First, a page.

Roy Harper, Sam Brown, Vicki Brown, Mickey Feat- vocals

The National Philharmonic Orchestra

David Gilmour popped out onto the music world of 1984 with a great solo album. Okay, it didn’t have the chart success even if Dave thought it was too 1980s. Many Pink Floyd fans do like it and so do some who weren’t. A great effort from a fine musician.

Next post: The Bangles- All Over the Place

To buy Rock and Roll Children, go to: https://www.amazon.com/Rock-Roll-Children-Michael-Lefevre/dp/1609763556/ref=sr_1_8?ie=UTF8&qid=1499972446&sr=8-8&keywords=michael+d+lefevre

 

 

 

 

 

 

 

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Great Rock Albums of 1983: Pink Floyd- The Final Cut

Posted in 1980s, Music, Rock, Uncategorized with tags , , , , , , , , , , , , on December 28, 2015 by 80smetalman

I hope that everyone had a great Christmas and that you got all the music you wanted and you over indulged in good food and drink. I know I did and I drank both my gift bottles of The Trooper and Bohemian Lager. Plus, I introduced the game of beer pong to my step children.

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beer pong

beer pong

Now onto the album…

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Like most of the world, I was really excited to hear that Pink Floyd released a new album in 1983. While I was beginning to wean myself off being influenced by what others said about a particular album in my decision to buy it, it wasn’t the case here. “The Final Cut,” at least in my surroundings was slammed mercilessly by deejays, critics and some people I knew who bought it. Therefore, I didn’t. After all, it seemed everybody was saying that the album sucked.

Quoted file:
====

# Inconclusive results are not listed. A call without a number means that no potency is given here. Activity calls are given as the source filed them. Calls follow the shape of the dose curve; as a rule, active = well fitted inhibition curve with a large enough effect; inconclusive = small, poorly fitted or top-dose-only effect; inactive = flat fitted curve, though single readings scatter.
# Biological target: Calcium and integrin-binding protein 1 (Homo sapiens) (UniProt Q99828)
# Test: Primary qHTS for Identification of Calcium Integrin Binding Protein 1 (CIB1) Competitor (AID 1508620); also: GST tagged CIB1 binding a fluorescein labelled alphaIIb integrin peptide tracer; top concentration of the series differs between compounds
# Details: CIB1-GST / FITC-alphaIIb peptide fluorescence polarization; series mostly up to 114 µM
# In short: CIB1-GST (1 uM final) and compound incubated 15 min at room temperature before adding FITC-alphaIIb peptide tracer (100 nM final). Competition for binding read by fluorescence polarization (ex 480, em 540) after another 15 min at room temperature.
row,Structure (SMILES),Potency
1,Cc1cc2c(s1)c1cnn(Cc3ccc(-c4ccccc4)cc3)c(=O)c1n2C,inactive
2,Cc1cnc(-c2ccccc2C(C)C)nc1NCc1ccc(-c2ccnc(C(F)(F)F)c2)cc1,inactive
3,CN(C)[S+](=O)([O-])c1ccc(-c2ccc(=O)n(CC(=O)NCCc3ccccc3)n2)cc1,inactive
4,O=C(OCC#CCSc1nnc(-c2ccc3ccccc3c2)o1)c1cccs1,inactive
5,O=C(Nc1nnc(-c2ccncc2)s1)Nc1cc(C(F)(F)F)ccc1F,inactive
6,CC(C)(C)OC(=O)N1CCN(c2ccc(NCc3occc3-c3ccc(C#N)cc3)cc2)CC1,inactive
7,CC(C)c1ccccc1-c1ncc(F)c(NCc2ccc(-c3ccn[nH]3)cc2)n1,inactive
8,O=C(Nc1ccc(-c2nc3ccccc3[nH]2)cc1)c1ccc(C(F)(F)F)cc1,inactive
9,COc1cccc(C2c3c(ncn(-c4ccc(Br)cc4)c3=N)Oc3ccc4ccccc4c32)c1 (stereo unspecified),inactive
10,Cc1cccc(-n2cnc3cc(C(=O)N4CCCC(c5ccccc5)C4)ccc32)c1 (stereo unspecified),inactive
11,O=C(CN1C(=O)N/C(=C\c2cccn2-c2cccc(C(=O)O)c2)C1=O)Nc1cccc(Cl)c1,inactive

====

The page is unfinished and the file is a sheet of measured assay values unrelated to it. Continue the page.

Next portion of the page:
What I and many other people should have realized back then was that any album from Pink Floyd would have a very difficult time following up their mega giant, “The Wall.” That album will always been known as one of the greatest albums of all time, as was their other classic, “Dark Side of the Moon.” Now as I am much older and wiser, (that’s a matter for debate), I am able to listen to “The Final Cut” with a much more open mind.